Brazil's Temer says leaving budget deficit under 130 billion reais
BRASILIA (Reuters) - Brazilian President Michel Temer said on Thursday his government will leave a primary budget deficit of less than 130 billion reais ($33.3 billion) when he hands over the reins to President-elect Jair Bolsonaro on Jan. 1.
Temer told reporters that Brazil could take up to 10 years to balance its federal budget. He urged Congress to pass his proposal for a minimum retirement age to advance the pension reform that his successor will inevitably have to tackle.
Due to an increase in the population’s age and the number of retirees, Brazil’s generous pension system is becoming a bigger chunk of the country’s budget deficit. Investors and credit rating agencies are watching how the matter is dealt with because it is adding to a mounting public debt.
The deficit could end this year some 20 billion to 25 billion reais below target, according to Temer's estimates.
Temer said he expects Bolsonaro's incoming government to follow its fiscal austerity policies and maintain a spending ceiling, which was his main achievement toward putting Brazil's accounts in order during his two-and-a-half years in office.
"I think the Bolsonaro government will succeed," he said, noting that the president-elect, who was elected in October without the backing of Brazil's traditional parties, has begun to reach out to congressional caucuses to back his agenda.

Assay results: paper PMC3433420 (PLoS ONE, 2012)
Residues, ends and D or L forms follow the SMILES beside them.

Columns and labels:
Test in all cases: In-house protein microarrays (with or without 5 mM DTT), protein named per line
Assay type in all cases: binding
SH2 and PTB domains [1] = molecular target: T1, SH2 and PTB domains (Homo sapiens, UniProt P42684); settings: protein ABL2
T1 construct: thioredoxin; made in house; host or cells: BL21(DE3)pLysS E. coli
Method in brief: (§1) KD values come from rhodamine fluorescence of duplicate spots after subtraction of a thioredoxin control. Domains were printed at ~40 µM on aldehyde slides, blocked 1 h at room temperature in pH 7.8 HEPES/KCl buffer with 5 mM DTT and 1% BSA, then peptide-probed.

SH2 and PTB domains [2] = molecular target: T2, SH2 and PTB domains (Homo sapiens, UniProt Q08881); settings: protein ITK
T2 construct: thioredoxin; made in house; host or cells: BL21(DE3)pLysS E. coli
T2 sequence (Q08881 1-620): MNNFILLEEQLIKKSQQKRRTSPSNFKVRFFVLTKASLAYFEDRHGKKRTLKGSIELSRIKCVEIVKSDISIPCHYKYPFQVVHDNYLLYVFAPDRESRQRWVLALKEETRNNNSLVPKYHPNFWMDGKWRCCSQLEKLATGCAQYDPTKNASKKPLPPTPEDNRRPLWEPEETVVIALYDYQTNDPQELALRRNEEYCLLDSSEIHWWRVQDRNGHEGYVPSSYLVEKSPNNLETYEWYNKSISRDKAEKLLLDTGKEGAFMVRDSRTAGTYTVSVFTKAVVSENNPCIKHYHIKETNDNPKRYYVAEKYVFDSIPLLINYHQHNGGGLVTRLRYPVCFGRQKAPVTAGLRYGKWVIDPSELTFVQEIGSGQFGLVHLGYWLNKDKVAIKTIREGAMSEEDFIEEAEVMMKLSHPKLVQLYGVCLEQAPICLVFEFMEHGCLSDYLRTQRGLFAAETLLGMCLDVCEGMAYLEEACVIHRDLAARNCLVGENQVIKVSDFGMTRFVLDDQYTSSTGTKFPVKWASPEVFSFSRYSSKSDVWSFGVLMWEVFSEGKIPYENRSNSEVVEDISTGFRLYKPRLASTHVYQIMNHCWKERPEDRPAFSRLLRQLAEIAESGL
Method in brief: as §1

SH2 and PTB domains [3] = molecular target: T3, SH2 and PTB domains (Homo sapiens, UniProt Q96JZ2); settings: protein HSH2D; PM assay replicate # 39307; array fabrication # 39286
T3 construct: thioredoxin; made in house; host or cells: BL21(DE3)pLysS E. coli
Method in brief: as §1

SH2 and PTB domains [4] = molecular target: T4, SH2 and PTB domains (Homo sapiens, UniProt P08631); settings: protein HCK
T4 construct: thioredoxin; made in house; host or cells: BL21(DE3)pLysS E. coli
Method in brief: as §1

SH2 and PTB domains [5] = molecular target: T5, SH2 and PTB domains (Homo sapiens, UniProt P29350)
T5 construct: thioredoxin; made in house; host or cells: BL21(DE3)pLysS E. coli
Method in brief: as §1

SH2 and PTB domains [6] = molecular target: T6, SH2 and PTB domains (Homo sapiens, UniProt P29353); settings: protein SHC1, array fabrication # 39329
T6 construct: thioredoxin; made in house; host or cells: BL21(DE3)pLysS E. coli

Temer took issue with Bolsonaro's anti-globalist foreign policy views, such as his threat to follow U.S. President Donald Trump's example and pull Brazil out of the Paris Climate Agreement.
That move, along with a plan to switch the embassy in Israel from Tel Aviv to Jerusalem, has met with resistance from Brazil's powerful agribusiness sector that is concerned with losing markets in Europe and in Arab nations.
"I believe the Paris Agreement is very important. I think the elected government is gradually coming around to understanding that," Temer said.
At age 78, Temer plans to retire from politics and return to his law practice. He will also likely need to defend himself from accusations in several graft cases once he loses his presidential immunity.
"I am not in the least worried about the accusations. Any bright legal mind can see that they are groundless," he said.
The former vice president, Temer took over in 2016 from Workers Party President Dilma Rousseff when she was removed from office in a controversial impeachment. He set about restoring political stability and pulling Latin America's largest economy out of its worst recession.
"I have no regrets. I did what I had to do. I did what I thought was best for the country," Temer said.
(Reporting by Lisandra Paraguassú; Writing by Anthony Boadle; Editing by Chizu Nomiyama and Jeffrey Benkoe)
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